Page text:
The starting point for successful employee relations is knowing exactly where everyone stands with an employment contract.

For this reason, Section 1 of the Employment Rights Act 1996 requires employers provide staff with a written statement of the particulars of their employment within their first two months of work.

But what if someone isn’t given a contract and is dismissed short of the two months? This was the question dealt with by the Employment Appeal Tribunal in the case of Stefanko and Others v Maritime Hotel Limited.

The facts

Miss K Stefanko along with two other Polish nationals, were all employed to work at the hotel commencing their employment on various dates after 21 April 2016 until their dismissal on 7 July 2016. Two of the claimants had completed more than eight weeks of employment by the time of their dismissal. Miss Stefanko had completed six weeks of employment.

The three Claimants issued proceedings in the Employment Tribunal (ET) for automatic unfair dismissal, discrimination and the respondent’s failure to provide written statements of the particulars of their employment.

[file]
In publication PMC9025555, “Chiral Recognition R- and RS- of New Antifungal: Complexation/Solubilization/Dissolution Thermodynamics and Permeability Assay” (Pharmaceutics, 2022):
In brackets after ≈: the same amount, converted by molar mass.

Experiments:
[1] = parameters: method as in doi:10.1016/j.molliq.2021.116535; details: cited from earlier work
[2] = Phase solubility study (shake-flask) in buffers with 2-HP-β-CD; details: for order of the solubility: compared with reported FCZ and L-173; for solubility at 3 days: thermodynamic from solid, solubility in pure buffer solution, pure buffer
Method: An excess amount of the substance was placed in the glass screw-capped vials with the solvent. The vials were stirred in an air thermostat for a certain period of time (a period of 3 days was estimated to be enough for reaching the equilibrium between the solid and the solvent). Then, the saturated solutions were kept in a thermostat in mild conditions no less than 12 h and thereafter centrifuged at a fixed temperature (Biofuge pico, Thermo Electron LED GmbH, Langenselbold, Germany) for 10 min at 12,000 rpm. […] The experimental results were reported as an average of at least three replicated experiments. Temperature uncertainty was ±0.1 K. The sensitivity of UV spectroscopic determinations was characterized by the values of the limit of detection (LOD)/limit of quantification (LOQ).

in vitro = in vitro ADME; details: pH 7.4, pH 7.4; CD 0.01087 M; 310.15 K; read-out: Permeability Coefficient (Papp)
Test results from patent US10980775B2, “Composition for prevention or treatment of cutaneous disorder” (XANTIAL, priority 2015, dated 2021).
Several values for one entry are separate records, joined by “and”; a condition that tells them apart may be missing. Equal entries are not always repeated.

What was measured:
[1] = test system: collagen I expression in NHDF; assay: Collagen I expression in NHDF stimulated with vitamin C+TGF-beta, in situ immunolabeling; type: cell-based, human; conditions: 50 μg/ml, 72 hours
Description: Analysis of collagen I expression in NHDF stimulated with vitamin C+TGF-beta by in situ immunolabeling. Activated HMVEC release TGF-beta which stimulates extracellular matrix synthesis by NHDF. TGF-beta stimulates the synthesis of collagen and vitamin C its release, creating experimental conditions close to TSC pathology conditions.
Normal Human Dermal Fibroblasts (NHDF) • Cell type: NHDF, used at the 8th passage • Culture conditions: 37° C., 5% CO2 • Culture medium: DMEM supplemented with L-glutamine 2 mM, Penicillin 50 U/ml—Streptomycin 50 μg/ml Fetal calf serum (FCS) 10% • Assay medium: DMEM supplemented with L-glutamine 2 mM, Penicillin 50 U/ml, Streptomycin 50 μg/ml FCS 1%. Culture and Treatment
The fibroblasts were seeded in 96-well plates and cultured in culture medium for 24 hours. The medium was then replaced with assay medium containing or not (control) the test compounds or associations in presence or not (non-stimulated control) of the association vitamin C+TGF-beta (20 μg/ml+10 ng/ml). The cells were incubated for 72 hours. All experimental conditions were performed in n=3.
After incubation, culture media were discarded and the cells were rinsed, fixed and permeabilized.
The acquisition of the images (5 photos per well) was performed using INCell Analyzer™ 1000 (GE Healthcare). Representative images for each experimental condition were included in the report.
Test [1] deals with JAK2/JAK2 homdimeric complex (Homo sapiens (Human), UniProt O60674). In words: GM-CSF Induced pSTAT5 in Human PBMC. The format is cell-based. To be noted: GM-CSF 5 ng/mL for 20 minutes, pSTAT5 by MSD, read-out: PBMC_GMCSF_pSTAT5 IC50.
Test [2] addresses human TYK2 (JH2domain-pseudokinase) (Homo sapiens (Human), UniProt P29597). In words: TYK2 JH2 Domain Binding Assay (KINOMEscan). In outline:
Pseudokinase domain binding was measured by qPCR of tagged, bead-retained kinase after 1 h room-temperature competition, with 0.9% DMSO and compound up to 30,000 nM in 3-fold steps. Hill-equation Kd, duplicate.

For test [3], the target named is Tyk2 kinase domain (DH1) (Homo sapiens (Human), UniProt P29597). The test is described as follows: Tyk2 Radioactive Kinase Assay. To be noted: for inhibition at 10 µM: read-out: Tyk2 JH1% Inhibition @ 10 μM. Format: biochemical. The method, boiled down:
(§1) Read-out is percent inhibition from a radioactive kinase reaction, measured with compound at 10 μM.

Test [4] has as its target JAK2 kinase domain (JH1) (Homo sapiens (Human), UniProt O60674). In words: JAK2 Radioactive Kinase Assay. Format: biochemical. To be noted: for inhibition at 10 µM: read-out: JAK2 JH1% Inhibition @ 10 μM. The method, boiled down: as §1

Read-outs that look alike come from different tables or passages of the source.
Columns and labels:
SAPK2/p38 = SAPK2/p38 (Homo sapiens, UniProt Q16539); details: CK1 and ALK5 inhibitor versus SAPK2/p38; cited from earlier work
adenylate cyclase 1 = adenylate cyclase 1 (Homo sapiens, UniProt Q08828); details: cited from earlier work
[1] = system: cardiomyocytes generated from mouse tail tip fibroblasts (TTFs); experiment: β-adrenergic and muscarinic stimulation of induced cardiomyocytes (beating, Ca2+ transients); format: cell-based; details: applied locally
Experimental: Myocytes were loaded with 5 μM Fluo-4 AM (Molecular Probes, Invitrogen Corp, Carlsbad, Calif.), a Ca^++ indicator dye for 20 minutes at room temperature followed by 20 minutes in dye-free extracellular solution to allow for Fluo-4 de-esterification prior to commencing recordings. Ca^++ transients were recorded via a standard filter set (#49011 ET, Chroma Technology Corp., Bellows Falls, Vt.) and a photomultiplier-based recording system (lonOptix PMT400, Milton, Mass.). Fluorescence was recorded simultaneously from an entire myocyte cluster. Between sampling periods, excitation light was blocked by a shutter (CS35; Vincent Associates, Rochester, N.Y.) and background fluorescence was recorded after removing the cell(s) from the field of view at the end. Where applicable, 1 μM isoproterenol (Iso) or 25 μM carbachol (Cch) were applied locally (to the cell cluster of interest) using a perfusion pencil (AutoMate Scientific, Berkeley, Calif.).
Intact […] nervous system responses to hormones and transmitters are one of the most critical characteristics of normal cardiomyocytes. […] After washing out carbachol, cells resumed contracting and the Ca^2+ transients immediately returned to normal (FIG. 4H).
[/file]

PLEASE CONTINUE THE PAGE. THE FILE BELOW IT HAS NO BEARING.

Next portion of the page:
What happened at Tribunal?

The Tribunal held that the hotel had failed in its obligation towards the two claimants who had completed more than two months’ employment but not towards Miss Stefanko.

“The obligation under Section 1 of ERA is to provide such particulars not later than two months after the beginning of the employment.”

Where an employer fails to provide the written statement the Tribunal can award the employee either two or four weeks’ pay as additional compensation.

The claimant appealed the Tribunal’s decision.

Why did she win on appeal?

The Employment Rights act provides that sections 1-7 of the Act do not apply to an employee if his or her employment continues for less than one month. So, as Miss Stefanko’s continuous service lasted six weeks, she was unaffected by that provision.

The Employment Appeal Tribunal held that the obligation to provide the statement continues for employees with one month or more service, whether or not the employment relationship is ended in its second month.

The Employment Appeal Tribunal went on to say:

“It goes without saying that whilst sections 1 to 7 and 198 of ERA represent the minimum floor of legal rights, it is best practice for the written particulars to be provided as soon as possible to protect both parties and in order to minimise risk of ambiguity or misunderstanding of the terms agreed that form the contractual basis of the employment relationship.” 


You can read the full judgment here.

What should employers learn from this?

There is one easy lesson – give your  employees properly drafted contracts of employment within two months of the start of their employment or face the penalty of an award of up to £2,100 for each employee.

Read more about:

What should go into an employment contract?

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